Thursday, 28 June 2007

Student free speech and church-state separation shot down by SCOTUS?

Arguably, two basic tenants of American government were arguably shot down Monday the 25th by the Supreme Court.

The first was student free speech in the case of Morse v. Fredrick (read case summary and court decision (PDF)), better known as the case involving a banner reading "Bong Hits 4 Jesus".

The ruling in the second case hinders 'ordinary taxpayers' from suing the Bush administration over its federal grants to religious groups. That case can be tied to the separation of church and state. In his attempts to court the tens of millions of politically-active evangelicals, aka the religious right, George W. Bush has created many faith-based initiatives that include doling out millions to religious groups in return for services. This is both ethically and constitutionally questionable.

Both of the aforementioned cases deal with ideals — free speech and the separation of church and state — supported by the US Constitution.

Morse v. Fredrick saw a rare alliance between liberal civil liberties groups and conservative Christian organizations in the first student free speech case the Supreme Court has heard in years. Why was the religious right joining hands with the ACLU left? Because it is worried that similar restrictions on student free speech may reach into the realm of religious expression in schools. The court ruled in favor of the school district, which was being sued by a former student who claimed his free speech was trampled upon when he held up a banner with a suggestive drug message at a school sanctioned event and the principal made him take it down and suspended him. The banner was shown when the Olympic torch relay passed through Alaska, where the case originated, in 2002. The teenager was not officially at school that day nor was he on school grounds, which made this case especially legally sticky.

Liberal Justices John Paul Stevens, David Souter and Ruth Bader Ginsburg dissented on the free-speech issue and said the majority seriously harmed the First Amendment by allowing Frederick's punishment for expressing a view the school disagreed with.

"No one seriously maintains that drug advocacy (much less Frederick's ridiculous sign) comes within the vanishingly small category of speech that can be prohibited because of its feared consequences," Stevens said.

"Although this case began with a silly nonsensical banner, it ends with the court inventing out of whole cloth a special First Amendment rule permitting the censorship of any student speech that mentions drugs," he wrote.

Justice Stephen Breyer said he would have decided the case without reaching the free-speech issue by ruling the principal cannot be held liable for damages.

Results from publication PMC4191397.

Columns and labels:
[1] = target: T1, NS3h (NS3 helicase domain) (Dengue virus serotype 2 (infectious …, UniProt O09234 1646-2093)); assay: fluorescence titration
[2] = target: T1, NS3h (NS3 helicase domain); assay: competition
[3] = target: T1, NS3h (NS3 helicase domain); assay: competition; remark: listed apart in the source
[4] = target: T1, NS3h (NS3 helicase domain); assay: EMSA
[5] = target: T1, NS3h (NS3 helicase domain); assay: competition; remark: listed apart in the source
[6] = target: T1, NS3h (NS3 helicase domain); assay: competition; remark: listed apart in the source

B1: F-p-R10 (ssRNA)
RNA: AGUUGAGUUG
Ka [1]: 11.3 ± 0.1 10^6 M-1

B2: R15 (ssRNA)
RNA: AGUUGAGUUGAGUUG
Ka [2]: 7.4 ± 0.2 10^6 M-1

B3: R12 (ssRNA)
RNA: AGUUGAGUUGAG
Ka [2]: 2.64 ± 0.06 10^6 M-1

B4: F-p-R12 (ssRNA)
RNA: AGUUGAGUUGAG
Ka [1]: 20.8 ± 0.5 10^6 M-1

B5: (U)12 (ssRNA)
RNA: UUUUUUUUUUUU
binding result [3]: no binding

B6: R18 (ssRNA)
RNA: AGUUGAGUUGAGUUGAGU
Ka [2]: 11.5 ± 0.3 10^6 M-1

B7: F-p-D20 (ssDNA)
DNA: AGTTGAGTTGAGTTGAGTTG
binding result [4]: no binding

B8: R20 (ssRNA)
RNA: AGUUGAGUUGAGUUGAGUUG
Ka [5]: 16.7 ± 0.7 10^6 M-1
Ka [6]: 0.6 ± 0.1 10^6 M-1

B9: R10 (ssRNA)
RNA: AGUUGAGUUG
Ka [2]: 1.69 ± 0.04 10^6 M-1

Breyer's opinion probably makes the most sense. Although the court ruled in 1969 that students do not "shed their constitutional rights to freedom of speech or expression at the schoolhouse gate", which dealt with protests to the Vietnam war, it also ruled in 1986 that sexually suggestive and obscene speech at an assembly are not covered by the constitution's free speech rights. Also in 1988 the Supreme Court upheld the censoring of school newspapers.

For some legal debate on the ruling, see here.

Other recent cases in which the majority-conservative Supreme Court — often reaching narrow 5-4 decisions — showed its rightward tilt was another (poor) decision on free speech like the restrictions on some political advertising created in the 2002 McCain-Feingold act (although that one can be justified by a judicially conservative look at the constitution and arguably acted in favor of the First Amendment, even though the amendment has its own restrictions...). The right of free speech is waived if one waves a drug suggestive banner during a school-sanctioned event, but not if the corruption of the American politik with money and the filthy smears brought about by many political ads is at hand. The United States needs all the campaign reform it can get.

Today the Roberts court also ruled against affirmative action in some US public high schools. (More on the issue of positive discrimination soon.)

Chief Justice John Roberts, the protege of former conservative Chief Justice Rehnquist, was nominated to America's highest court in 2005.

Scalia is the most right-leaning of the group, supposedly representing the side against liberal 'judicial activism' (former Chief Justice Earl Warren ushered in the civil rights era in the mid-20th century with his progressive 'activism' — when no other branch followed the basic tenants of human rights and the rules inscribed in the constitution, he made sure the Supreme Court did), but in reality picking and choosing parts of the constitution and ignoring the leniency the Founding Fathers intended to give the Supreme Court in its interpretation of the US Constitution as long as they did not rule against what is stated in the constitution itself. Is America really better off with a constitution when it can be ignored by the White House and twisted and misinterpreted by the judiciary?

Thomas agrees with Scalia almost always — together they form a Supreme Court conservative superteam known as Thomas and Scalia! Seriously, often they are grouped together, with Thomas following Scalia.

Stevens and Ginsberg are the most liberal of the bunch.

SCOTUS justices' rough political leanings (more ideologically extreme come before more moderate, e.g. Scalia is more right-leaning than Kennedy)
  • Conservative

  • Liberal

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